You might think this is some kind of solar array, but high-end designer Philippe Starck tells us this is the lamp of the future. He’s named it Light Photon, and this limited-run lighting fixture is made of high-grade stainless steel with strips of OLEDs positioned on its panel.
The only difference between this lamp and the one the rest of us will be using, say, five years from now is its price: $5,900. On some future date, remember when you first saw this precious design as you tote that $10 lamp home from Wal-Mart that looks just like this.
This sleek desk lamp features an array of LEDs on the underside of its arm. In order to turn it on, you just pinch with your fingers on top of it to determine just how many of them you want to turn on. It’s clever, and it uses the same sort of gestures that touchscreen devices such as the iPhone have trained people to use.
It begs the question: in the future will more objects be controlled by pinching and swiping? Why not, I say? It’s interesting to think of touchscreen phones ushering in an entirely new way of interacting with all sorts of other devices.
After lagging behind flat tellies for a few years in terms of affordability, projectors are rapidly getting cheaper. BenQ’s return to the fray with the W1000 DLP projector puts excellent Full HD home cinema firmly within reach of those that want big pictures, but don’t want to pay out extortionate amounts of cash.
Considering its sub-£1,000 starting price (it’s a mere £999 bargain hunters), the W1000 crams some pretty advanced circuitry into its svelte white casing. BenQ has not spent too long on its design, however, so this DLP product very much resembles an office projector. [...]
We like to interact with our lighting, dimming it, and pointing every which way. This design takes that idea one step further, suspending an orb-shaped bulb inside a box, and surrounding it with perforated Venetian blinds. Let’s let designers Enric Jovani and Mariona Cruells explain it:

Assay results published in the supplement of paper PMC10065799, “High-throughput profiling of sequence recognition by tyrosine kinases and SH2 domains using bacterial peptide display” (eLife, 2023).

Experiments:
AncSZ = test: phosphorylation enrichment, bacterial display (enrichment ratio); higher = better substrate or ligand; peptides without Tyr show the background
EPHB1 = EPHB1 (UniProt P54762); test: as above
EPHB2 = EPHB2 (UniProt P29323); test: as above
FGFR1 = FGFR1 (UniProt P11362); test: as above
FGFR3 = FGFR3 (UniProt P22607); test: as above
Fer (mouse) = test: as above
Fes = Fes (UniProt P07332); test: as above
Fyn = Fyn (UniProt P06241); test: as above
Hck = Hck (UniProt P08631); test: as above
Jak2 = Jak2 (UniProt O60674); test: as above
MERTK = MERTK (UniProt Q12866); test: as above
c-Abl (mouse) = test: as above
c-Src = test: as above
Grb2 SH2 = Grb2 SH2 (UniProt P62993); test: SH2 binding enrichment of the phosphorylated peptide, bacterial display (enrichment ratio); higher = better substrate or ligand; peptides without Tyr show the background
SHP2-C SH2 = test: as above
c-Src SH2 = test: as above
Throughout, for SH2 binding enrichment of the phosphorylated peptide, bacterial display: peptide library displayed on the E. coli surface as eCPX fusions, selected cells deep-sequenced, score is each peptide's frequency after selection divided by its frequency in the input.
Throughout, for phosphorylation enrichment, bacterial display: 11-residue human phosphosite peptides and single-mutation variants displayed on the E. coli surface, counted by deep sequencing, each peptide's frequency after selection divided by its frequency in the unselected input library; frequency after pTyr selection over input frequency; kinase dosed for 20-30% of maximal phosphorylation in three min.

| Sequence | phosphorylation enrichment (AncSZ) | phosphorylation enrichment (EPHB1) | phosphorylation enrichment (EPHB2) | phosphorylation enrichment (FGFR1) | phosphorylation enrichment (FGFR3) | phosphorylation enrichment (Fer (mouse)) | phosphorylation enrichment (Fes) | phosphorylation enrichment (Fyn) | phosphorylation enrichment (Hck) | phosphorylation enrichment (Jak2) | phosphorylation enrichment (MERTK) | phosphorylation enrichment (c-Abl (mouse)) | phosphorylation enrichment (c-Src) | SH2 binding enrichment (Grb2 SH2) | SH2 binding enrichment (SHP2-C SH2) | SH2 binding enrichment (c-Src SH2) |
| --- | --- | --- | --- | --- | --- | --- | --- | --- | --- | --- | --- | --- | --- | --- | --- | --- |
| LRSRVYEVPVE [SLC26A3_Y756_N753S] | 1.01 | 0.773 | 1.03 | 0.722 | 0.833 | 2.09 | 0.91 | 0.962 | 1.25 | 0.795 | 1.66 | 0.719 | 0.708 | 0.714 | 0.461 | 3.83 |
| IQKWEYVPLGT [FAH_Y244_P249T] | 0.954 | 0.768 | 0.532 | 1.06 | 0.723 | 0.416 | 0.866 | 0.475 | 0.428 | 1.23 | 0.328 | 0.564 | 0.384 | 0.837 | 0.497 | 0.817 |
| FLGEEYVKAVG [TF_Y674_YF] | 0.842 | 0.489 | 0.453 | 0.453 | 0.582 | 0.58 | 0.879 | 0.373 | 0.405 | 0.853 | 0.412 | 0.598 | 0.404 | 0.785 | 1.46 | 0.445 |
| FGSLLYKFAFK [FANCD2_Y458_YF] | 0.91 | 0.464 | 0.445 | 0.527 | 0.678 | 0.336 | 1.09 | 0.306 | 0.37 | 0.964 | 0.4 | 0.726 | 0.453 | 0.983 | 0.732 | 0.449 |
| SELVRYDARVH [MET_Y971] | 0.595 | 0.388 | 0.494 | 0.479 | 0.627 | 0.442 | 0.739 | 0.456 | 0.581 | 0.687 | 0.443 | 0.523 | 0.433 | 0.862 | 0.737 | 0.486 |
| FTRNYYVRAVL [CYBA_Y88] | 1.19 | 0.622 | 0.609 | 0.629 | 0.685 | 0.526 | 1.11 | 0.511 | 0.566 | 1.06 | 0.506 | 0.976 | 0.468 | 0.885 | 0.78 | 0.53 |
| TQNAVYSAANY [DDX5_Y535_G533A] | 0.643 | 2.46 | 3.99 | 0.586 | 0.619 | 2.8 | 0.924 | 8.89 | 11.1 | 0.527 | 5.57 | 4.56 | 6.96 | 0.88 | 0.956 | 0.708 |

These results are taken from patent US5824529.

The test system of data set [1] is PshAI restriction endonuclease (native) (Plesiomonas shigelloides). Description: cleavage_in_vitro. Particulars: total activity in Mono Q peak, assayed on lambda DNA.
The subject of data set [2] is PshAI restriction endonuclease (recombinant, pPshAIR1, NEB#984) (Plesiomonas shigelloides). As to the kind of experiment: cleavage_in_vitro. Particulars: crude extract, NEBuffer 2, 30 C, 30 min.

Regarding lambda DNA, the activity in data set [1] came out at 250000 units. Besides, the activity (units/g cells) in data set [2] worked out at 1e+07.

Surpassing the on/off routine, the lamp opens a whole univers of nuances and luminosities, a fan of ambients and situations within reach, allowing even to give form to diverse moods. Is not just an object, is a new way to interact with the light.
It is a cool looking lamp, isn’t it? We’d like [...]
Up above is the Less Lamp by Jordi Canudas. It’s $875, and that’s quite a bit of money. You know what you’re supposed to do with it? Well, smash it with a pick-hammer (included with the lamp).
That’s because when you first take Less Lamp out of the box, it’s a solid, egg-shaped casing that won’t let any light out until you work it over a bit. In this way every Less Lamp will be unique, ranging from a collection of small holes to a shattered mess.
Click Continue to see what the lamp could look like after you’re done with it. Or you can order your own [...]
Tim Baute’s Ghost lamp is designed to appear as if the lampshade is floating freely, with the cord dangling from the bottom. May we be the first to say, brilliant! We’re always looking for things to fool ourselves into thinking we’re in zero gravity.
Unlike a lot of hot designs, you can buy the Ghost lamp for $250 (small) or $275 (large). It comes in brown, white and red. Anyone who gets a pair and paints scary faces on them to make it look like his lamps have come alive gets featured on DVICE.
Tim Baute, via Designspotter
The USB Keypress Lamp from USB Geek provides a little extra accent lighting for your workspace. Powered by the USB port, the lamp is available in Esc, Del, Ctrl, and Shift keys design. Measuring 5.86-inch x 5.07-inch x 2.95-inch and weighing 180grams, the USB Keypress Lamp is available at USBGeek for just $14 each.
WareGround IT News: USB Keypress Lamp